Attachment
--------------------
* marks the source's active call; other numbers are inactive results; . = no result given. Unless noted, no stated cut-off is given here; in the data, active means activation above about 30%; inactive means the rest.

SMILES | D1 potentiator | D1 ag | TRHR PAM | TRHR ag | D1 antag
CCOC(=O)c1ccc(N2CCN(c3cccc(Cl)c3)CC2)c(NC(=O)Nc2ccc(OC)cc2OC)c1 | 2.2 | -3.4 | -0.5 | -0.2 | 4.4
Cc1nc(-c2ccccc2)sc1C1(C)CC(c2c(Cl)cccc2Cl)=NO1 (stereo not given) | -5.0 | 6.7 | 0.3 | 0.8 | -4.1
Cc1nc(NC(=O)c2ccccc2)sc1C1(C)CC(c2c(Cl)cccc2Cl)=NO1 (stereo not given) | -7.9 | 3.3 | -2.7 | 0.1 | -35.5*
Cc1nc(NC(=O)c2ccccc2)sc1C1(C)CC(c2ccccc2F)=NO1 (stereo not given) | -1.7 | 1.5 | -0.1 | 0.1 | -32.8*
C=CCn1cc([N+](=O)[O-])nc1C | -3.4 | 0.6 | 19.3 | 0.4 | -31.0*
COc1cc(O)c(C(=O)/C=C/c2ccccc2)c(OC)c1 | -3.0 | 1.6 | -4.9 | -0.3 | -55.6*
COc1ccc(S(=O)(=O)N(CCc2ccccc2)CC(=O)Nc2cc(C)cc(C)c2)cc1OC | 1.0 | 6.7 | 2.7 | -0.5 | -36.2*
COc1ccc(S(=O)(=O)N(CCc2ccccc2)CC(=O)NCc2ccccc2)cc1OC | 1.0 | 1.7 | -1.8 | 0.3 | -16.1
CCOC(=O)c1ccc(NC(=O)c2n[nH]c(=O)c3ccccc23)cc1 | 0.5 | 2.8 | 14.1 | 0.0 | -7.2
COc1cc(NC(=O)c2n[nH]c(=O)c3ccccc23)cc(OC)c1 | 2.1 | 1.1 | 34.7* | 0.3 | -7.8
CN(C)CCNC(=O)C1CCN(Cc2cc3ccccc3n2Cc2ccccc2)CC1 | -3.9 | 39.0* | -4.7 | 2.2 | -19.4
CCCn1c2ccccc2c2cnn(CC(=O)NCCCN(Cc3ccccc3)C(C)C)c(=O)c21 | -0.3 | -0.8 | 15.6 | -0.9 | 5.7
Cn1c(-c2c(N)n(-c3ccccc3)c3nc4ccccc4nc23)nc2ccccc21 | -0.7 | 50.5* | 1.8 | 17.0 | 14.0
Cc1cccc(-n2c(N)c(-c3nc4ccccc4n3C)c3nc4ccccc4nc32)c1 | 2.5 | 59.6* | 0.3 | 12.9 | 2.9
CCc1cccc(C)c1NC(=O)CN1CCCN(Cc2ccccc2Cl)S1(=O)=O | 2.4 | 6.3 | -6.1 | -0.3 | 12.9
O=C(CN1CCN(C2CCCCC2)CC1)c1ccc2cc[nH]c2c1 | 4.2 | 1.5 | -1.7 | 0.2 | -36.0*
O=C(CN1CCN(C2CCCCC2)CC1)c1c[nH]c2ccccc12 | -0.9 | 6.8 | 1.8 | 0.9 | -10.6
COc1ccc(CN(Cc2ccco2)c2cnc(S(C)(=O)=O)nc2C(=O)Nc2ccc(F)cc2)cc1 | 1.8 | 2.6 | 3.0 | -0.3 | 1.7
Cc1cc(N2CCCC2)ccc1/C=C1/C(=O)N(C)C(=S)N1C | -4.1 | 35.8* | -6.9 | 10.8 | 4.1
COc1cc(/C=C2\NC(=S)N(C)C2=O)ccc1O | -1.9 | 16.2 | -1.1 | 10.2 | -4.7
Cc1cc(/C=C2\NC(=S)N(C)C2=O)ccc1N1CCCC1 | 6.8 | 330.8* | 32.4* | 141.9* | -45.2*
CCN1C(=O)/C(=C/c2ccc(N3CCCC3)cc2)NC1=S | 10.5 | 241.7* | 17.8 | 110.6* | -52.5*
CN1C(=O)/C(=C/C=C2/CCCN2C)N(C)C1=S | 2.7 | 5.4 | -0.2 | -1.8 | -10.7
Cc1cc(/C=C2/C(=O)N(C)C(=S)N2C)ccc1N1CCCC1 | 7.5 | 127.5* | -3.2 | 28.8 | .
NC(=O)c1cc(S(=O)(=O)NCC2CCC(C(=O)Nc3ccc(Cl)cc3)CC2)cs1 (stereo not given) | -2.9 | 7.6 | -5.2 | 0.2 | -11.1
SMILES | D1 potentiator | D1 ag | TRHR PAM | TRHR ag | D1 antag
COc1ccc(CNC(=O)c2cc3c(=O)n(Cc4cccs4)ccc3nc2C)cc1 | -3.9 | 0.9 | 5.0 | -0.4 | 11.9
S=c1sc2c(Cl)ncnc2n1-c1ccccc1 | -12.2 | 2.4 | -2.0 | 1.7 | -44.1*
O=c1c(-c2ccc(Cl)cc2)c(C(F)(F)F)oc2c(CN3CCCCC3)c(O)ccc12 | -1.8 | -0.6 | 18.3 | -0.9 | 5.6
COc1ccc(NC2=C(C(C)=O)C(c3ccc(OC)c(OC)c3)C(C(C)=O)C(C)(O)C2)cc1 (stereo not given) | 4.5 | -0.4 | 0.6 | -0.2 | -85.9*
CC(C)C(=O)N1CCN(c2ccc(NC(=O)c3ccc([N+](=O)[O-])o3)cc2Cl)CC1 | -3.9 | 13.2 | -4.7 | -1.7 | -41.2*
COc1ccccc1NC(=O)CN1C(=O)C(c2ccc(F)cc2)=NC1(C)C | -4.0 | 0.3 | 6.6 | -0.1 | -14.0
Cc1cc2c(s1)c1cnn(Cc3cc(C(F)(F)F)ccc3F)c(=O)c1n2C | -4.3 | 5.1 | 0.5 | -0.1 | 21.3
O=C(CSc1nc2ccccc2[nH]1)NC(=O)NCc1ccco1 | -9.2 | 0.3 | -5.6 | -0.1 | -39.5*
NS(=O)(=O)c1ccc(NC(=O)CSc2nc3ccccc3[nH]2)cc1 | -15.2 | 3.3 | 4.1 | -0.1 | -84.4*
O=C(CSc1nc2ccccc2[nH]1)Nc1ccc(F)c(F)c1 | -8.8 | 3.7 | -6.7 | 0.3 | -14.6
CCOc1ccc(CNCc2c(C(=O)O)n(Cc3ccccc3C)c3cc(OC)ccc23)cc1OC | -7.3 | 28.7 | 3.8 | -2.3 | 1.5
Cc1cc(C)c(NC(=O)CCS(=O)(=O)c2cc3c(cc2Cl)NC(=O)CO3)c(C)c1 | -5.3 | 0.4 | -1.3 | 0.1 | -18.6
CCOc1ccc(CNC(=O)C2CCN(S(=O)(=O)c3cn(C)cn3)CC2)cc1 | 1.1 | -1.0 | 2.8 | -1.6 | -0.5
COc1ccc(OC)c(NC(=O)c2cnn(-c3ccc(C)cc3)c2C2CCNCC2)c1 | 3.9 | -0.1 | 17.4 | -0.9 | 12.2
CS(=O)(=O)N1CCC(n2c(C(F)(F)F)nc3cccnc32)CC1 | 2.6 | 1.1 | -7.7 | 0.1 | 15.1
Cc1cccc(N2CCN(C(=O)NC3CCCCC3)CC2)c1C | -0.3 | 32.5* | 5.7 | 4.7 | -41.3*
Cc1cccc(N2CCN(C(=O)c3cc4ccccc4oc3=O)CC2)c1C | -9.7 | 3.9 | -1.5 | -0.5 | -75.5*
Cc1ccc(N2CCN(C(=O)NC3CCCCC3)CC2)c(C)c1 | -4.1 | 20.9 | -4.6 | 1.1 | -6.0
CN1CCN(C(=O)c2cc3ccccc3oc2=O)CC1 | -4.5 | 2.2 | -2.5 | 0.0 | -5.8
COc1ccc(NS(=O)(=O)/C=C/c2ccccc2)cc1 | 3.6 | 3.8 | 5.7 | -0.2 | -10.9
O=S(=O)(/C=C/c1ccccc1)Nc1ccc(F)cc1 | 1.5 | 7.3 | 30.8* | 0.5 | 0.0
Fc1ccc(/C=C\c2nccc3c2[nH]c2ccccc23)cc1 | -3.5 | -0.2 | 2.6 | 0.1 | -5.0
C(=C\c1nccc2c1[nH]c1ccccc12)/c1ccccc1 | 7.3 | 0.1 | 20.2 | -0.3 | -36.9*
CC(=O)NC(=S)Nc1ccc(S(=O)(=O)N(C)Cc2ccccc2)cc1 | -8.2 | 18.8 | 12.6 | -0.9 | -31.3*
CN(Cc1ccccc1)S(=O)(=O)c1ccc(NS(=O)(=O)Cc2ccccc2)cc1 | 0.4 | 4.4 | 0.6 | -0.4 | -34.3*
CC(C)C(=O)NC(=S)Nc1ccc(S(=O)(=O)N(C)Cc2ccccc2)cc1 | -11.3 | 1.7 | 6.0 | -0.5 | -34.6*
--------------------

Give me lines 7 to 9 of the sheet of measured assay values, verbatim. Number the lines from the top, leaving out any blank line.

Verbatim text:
C=CCn1cc([N+](=O)[O-])nc1C | -3.4 | 0.6 | 19.3 | 0.4 | -31.0*
COc1cc(O)c(C(=O)/C=C/c2ccccc2)c(OC)c1 | -3.0 | 1.6 | -4.9 | -0.3 | -55.6*
COc1ccc(S(=O)(=O)N(CCc2ccccc2)CC(=O)Nc2cc(C)cc(C)c2)cc1OC | 1.0 | 6.7 | 2.7 | -0.5 | -36.2*